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What's the Deal with Propositions?

October 26, 2008

by The Forum

With the election right around the corner on Tuesday, November 4, most CMCers have probably decided by this point who they plan to vote for for president, but this fall’s ballot has much more on it than just the presidential election. Depending on where you are registered you will also have votes for a variety of state and local propositions and offices on your ballot. Many of you, myself included, are not well educated on what the various propositions are that will appear on our ballot in a few weeks. Well, it is time to do our civic duty and study up, so that we can be good educated voters!

Courtesy of the California Voter Foundation, here is the short and dirty version of the California state propositions you will see on your ballot if you are registered in California, as a pretty good percentage of students are.

  • Proposition 1A - provides for a bond issue of $9.95 billion to establish high-speed train service

  • Proposition 2 - standards for confining farm animals

  • Proposition 3 - authorizes $980 million in general obligation bonds to fund construction and financing of children’s hospitals

  • Proposition 4 - would change the California Constitution to prohibit abortion for unemancipated minor until 48 hours after physician notifies minor’s parent or legal guardian

  • Proposition 5 - would expand treatment programs for persons convicted of drug and other offenses, and changes sentencing and parole policies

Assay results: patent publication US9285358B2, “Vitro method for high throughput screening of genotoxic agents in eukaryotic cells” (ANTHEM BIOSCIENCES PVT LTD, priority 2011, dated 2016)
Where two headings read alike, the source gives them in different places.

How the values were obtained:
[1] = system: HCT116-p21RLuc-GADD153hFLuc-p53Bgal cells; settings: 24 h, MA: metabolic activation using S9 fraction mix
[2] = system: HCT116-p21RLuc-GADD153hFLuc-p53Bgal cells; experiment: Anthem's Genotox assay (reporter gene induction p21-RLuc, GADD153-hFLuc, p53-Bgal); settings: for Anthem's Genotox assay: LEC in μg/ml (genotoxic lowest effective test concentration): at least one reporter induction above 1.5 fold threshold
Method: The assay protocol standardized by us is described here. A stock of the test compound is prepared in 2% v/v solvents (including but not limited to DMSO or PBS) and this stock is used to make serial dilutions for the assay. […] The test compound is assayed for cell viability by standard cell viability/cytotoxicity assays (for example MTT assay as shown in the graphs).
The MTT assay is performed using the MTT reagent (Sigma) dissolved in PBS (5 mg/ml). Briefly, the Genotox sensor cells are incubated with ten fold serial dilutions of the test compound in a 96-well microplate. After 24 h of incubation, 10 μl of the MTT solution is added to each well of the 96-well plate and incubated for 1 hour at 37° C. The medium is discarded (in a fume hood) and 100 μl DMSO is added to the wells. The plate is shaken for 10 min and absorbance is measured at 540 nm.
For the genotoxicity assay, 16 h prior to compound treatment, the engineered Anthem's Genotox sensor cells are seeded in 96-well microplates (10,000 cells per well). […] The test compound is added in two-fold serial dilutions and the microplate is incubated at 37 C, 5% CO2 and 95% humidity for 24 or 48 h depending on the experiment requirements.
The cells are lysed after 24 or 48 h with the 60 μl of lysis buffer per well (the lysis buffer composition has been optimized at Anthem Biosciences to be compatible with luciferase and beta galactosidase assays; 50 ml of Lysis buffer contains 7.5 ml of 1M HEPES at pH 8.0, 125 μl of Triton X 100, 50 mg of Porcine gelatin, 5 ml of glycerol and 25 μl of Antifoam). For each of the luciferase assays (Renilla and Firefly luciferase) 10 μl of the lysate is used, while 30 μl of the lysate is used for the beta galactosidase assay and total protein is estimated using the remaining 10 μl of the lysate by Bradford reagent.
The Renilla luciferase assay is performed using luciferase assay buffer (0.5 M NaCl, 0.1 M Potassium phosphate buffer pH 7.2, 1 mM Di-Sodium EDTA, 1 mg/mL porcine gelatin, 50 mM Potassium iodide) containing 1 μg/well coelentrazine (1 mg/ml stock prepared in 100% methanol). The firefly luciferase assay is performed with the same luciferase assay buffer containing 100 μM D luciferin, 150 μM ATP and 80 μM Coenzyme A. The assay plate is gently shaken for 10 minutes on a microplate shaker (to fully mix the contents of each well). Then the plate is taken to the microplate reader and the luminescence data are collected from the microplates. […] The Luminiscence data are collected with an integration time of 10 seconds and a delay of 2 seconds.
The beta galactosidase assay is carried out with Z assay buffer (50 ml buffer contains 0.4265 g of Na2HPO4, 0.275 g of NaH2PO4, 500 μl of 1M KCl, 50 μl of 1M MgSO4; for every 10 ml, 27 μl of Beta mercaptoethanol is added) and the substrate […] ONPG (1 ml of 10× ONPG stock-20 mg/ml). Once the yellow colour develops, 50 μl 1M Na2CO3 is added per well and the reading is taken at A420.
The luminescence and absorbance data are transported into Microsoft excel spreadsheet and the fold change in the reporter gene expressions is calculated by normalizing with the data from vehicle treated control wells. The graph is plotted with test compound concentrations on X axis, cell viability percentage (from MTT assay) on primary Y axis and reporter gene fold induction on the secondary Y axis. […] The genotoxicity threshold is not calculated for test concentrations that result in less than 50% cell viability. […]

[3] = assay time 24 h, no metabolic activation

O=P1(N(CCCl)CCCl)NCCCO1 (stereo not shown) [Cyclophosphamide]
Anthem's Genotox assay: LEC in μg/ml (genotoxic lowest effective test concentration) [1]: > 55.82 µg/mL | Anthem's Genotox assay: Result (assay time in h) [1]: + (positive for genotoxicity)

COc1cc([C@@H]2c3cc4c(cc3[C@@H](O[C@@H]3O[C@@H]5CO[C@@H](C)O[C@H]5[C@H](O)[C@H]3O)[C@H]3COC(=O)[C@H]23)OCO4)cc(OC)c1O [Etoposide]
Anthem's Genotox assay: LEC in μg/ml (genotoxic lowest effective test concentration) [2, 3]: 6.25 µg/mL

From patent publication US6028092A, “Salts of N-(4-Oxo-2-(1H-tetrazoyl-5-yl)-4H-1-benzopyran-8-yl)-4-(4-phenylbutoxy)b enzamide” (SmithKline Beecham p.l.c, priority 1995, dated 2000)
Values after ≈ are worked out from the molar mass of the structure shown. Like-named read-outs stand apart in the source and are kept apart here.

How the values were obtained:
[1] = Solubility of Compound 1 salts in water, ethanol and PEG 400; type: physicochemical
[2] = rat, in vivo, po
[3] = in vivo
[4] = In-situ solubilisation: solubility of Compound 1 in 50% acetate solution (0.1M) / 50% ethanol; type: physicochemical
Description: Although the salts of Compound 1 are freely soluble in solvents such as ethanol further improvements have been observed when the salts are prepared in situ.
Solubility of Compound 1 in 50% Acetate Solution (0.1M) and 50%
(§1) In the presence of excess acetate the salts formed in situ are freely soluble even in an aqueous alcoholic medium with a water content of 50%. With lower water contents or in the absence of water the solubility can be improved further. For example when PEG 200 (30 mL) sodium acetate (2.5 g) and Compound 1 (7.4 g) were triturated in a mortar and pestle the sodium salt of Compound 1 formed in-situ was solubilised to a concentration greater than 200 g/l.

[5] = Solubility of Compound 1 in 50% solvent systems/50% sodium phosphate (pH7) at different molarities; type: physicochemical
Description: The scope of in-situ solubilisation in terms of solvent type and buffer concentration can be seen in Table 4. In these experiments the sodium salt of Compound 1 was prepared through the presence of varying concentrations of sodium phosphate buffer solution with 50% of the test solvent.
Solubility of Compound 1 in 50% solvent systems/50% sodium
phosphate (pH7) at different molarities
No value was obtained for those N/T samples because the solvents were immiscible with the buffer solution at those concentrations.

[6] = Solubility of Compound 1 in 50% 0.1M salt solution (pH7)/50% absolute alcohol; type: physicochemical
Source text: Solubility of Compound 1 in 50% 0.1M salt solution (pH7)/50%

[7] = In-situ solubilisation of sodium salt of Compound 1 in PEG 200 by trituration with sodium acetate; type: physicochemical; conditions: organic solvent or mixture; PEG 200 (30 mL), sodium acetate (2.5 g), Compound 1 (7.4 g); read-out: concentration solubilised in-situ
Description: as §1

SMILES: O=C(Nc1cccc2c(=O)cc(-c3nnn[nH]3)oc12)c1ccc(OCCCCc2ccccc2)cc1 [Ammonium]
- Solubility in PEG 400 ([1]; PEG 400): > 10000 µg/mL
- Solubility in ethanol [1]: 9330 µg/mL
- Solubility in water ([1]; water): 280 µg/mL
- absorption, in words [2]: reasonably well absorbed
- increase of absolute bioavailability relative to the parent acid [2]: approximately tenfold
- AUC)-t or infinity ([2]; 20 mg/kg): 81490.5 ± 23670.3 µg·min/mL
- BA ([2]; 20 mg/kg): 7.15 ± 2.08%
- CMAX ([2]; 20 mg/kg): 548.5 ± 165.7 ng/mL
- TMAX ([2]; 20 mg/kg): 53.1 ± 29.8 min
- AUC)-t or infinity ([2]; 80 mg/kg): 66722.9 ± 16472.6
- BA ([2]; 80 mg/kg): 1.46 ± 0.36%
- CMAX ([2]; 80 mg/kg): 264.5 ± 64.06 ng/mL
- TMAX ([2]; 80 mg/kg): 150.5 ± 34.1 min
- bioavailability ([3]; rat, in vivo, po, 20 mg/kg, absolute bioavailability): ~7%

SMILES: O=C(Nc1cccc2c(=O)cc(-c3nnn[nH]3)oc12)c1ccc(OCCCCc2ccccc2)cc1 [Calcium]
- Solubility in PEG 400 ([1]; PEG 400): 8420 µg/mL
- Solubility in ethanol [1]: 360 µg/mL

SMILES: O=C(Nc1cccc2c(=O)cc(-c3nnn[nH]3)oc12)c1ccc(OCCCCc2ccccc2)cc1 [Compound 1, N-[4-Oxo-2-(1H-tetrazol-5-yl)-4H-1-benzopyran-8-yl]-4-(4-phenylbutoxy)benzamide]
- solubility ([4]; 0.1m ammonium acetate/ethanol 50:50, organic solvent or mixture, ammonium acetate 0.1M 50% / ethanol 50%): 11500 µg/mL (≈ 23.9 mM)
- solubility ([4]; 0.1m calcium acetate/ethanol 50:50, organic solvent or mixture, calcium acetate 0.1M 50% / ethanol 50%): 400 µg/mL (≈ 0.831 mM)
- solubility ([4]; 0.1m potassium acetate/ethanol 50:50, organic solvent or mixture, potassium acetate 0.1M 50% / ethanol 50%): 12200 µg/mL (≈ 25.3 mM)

• Proposition 6 - would require minimum annual funding for police and law enforcement, and amend laws and penalties for certain gang, methamphetamine, and car-theft crimes

  • Proposition 7 - requires utilities to generate 20% of their power from renewable energy by 2010

  • Proposition 8 - changes the California Constitution to eliminate the right of same-sex couples to marry in California

  • Proposition 9 - requires notification to victim and opportunity for input during phases of criminal justice process

  • Proposition 10 - provides for $5 billion in general obligation bonds for the purchase and development of renewable energy resources

  • Proposition 11 - changes authority for establishing Assembly, Senate, and Board of Equalization district boundaries from elected representatives to a 14 member commission

  • Proposition 12 - provides for a bond issue of $900 million to provide loans to California veterans to purchase farms and homes

For a more detailed look at the propositions, and other aspects of the California electoral ballot, you can visit the non-partisan, California Voter Foundation’s online voting guide

OR the somewhat more confusing (advanced?) government-produced voter guide

Good luck at the ballots Tuesday, November 4, don’t forget to vote!

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